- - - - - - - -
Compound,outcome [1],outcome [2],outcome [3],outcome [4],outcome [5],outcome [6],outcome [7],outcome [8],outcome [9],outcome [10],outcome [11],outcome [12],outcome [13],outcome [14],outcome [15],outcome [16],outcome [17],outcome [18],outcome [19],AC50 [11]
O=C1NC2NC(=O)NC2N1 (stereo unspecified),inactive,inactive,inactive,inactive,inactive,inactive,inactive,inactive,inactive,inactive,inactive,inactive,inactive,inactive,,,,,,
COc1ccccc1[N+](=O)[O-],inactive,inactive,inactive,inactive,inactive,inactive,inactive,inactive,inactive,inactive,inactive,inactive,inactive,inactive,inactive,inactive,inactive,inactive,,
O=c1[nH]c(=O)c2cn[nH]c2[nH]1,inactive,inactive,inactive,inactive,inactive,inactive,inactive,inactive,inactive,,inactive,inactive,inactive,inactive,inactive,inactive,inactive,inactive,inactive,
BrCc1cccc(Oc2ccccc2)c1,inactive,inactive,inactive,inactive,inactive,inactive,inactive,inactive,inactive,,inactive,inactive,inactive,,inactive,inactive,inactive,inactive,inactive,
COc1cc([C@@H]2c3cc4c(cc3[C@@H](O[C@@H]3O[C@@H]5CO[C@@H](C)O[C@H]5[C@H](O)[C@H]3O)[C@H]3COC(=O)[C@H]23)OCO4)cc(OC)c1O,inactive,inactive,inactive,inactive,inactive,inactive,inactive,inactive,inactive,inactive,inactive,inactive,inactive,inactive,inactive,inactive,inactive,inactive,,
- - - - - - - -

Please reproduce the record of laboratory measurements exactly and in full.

Compound,outcome [1],outcome [2],outcome [3],outcome [4],outcome [5],outcome [6],outcome [7],outcome [8],outcome [9],outcome [10],outcome [11],outcome [12],outcome [13],outcome [14],outcome [15],outcome [16],outcome [17],outcome [18],outcome [19],AC50 [11]
O=C1NC2NC(=O)NC2N1 (stereo unspecified),inactive,inactive,inactive,inactive,inactive,inactive,inactive,inactive,inactive,inactive,inactive,inactive,inactive,inactive,,,,,,
COc1ccccc1[N+](=O)[O-],inactive,inactive,inactive,inactive,inactive,inactive,inactive,inactive,inactive,inactive,inactive,inactive,inactive,inactive,inactive,inactive,inactive,inactive,,
O=c1[nH]c(=O)c2cn[nH]c2[nH]1,inactive,inactive,inactive,inactive,inactive,inactive,inactive,inactive,inactive,,inactive,inactive,inactive,inactive,inactive,inactive,inactive,inactive,inactive,
BrCc1cccc(Oc2ccccc2)c1,inactive,inactive,inactive,inactive,inactive,inactive,inactive,inactive,inactive,,inactive,inactive,inactive,,inactive,inactive,inactive,inactive,inactive,
COc1cc([C@@H]2c3cc4c(cc3[C@@H](O[C@@H]3O[C@@H]5CO[C@@H](C)O[C@H]5[C@H](O)[C@H]3O)[C@H]3COC(=O)[C@H]23)OCO4)cc(OC)c1O,inactive,inactive,inactive,inactive,inactive,inactive,inactive,inactive,inactive,inactive,inactive,inactive,inactive,inactive,inactive,inactive,inactive,inactive,,